American documentarian Jeff Gibbs’ activist film Planet of the Humans, which criticises the way we treat renewable energy sources, has stirred up much controversy. It’s no surprise that the producer is well-known filmmaker Michael Moore, who released the film for free on YouTube on Earth Day, when the worldwide pandemic was at its peak. In our debate about the film, ecological economist Naděžda Johanisová commented that “Living through the pandemic has shaken our certainties, but it’s good to emphasise that this pandemic is the result of our unsustainable lifestyle – we’re destroying the last remnants of the rainforests and wiping out their biotopes, which leads to viruses and their hosts moving and coming into contact with humans. A change of lifestyle is one thing, but what’s needed is a change of narrative – it’s a mistake to think that the capitalist system works and that it merely needs a little tweaking. It’s not so. We need to re-evaluate our basic economic postulates, which goes against the interests of the powerful elites.” Biologist and Catholic priest Marek Orko Vácha and director of the cinema Kino Pohoda in Jeseník Pavel Bednařík also took part in our discussion of the film.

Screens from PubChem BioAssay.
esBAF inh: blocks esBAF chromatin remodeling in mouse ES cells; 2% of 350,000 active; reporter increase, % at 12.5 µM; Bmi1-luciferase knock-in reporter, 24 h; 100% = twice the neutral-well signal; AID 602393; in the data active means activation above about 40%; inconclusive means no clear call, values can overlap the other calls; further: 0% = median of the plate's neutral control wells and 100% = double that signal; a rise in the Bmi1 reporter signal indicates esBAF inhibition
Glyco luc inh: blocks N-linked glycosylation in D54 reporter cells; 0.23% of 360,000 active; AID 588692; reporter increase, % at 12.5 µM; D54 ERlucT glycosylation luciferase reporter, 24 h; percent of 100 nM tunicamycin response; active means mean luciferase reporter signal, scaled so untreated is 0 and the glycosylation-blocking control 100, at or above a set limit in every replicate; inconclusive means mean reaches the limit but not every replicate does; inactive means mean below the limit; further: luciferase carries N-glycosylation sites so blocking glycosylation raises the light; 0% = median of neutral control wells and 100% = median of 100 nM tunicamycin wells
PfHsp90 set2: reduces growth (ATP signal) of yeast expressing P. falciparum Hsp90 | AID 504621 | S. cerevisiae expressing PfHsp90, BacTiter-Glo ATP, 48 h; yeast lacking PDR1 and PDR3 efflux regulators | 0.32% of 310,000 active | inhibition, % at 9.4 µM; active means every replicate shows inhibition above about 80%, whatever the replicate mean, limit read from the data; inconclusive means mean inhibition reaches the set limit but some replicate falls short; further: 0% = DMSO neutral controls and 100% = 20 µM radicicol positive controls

The film Honeyland, by Macedonian documentarians Ljubomir Stefanov and Tamara Kotevská, touches on a similar environmental theme, albeit through a completely different mode of expression. It is a sensitive observational study of the harmony in life and nature and the possibility of its disruption. In their interview with dok.revue the directors note: “If the film succeeds in anything, it’s in showing how this mechanism of greed works. It’s important because in some ways we’re all (…) capable of destroying this harmony.”

Our English issue also includes an essay by one of the most prominent minds in film today, Timothy Corrigan, who presented his essay “Biopics and the Trembling Ethics of the Real” at the Ji.hlava International Documentary Film Festival in fall 2019 as a part of his lecture for students in the festival’s educational module Media and Documentary. An introduction to the essay was prepared for dok.revue by aesthetician Tereza Hadravová, which places Corrigan’s thinking into the context of other contemporary theories.